Council calls for unity as Boy Scouts prepare to vote on gay ban - WBTV 3 News, Weather, Sports, and Traffic for Charlotte, NC

Council calls for unity as Boy Scouts prepare to vote on gay ban

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Members of the Boys Scouts of America (BSA) will vote next week on whether to lift the ban on gays scouts.

Members of the National Council Representatives from local councils around the country will meet in Dallas on Thursday and vote whether to adopt a new membership policy that would allow an open environment for gay scouts.

The issue is apparently causing division in the program.

The Mecklenburg County Council has not taken a stand in the issue.

However, leaders sent an email to members saying "it is my hope that regardless of the outcome of the vote, our organization will unite and move forward. We should not cheer in victory if the vote goes 'our' way or sulk in defeat if it does not."

The email goes on to say "we should pull together for the future of the youth we serve."

Leaders of the Mecklenburg County Council say they've heard from both sides of the issue.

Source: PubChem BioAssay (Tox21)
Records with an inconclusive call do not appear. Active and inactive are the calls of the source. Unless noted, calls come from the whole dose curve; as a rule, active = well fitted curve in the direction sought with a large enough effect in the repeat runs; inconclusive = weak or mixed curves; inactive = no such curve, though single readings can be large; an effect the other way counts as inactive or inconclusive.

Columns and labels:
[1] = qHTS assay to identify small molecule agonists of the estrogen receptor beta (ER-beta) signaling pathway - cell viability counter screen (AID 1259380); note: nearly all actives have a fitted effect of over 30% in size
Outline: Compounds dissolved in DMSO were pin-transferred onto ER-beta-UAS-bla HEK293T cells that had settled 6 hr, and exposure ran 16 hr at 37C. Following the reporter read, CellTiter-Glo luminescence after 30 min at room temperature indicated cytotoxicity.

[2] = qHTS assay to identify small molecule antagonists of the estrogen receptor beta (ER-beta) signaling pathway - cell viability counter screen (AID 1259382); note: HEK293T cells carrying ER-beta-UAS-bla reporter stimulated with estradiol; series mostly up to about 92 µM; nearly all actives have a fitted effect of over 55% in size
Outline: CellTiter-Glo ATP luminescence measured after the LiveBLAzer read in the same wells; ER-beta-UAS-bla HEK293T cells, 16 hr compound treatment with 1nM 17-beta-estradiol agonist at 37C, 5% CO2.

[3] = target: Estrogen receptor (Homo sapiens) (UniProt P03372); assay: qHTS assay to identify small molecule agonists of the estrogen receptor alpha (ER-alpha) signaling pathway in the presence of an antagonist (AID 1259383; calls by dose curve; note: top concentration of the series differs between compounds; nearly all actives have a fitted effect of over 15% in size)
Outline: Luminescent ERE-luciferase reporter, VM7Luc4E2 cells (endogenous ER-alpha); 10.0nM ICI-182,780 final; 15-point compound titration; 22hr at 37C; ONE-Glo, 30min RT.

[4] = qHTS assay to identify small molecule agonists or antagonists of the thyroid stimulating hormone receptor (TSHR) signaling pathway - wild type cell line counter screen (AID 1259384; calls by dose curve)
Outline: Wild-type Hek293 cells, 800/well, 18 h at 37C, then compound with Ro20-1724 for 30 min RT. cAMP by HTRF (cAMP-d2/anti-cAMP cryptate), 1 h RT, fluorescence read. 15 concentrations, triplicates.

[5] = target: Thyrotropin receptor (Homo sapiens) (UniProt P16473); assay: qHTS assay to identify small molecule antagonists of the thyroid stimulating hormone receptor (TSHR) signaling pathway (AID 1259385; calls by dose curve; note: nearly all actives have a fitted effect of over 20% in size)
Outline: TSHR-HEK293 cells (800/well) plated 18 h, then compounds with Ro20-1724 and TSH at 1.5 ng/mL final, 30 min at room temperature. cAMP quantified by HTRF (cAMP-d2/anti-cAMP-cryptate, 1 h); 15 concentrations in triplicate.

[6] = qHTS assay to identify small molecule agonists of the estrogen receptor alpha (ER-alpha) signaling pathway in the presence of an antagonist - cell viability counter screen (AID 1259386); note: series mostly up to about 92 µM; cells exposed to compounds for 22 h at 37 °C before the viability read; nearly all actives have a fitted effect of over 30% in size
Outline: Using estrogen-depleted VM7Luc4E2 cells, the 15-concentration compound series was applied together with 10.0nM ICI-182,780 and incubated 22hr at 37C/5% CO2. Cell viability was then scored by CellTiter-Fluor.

They say people have told them "I will not support the BSA if the policy is changed" or "I will not support the BSA unless the current policy is changed."

On Friday - Onmyhonor.net - a group of parents and volunteer scout leaders met outside the Mecklenburg County Council to urge local delegates to vote against the proposed change.

"Part of our roots are being physically strong, mentally awake, morally straight" Skip Alexander told the group. "That's what our membership rules were in place - our founders - that wisdom from God to put us in position where we are today. We need to stay with that  - stay the course."

Another speaker said "by introducing this more open homosexual position into the scouting ranks, we allow the much younger scouts to fall into submission, to the influence, and to the older scouts expressing themselves this way."

Matt Comer of the Inclusive Scouting Network was listening and decided to speak.

"I was a star scout. Two requirements away from achieving my life scout after which I could have begun working on eagle scout award and I came out as gay."

Comer says when he was 14-year-old - while learning to speak out against bullying and harassment - he was kicked out of the boy scouts.

"It pains me very deeply to hear some of the things that were said here about gay people," Comer told the gathering. "The words that you say and the way you go about excluding people hits at the heart of young people."

But Ken Barna says he stands firmly with the gay ban.

"Homosexuality is sexually - it's amoral. It's not ordained by God" he said. "It's something that is immoral and cannot be embraced in the scouting organization"

Barna says when scouts are out on trips, the boys tend to "clown around." He believes allowing open homosexuality  "introduces a lot more problems."

Barna says the Boy Scouts of America is a private organization and they're "fighting for the boys and the wholesomeness of scouting."

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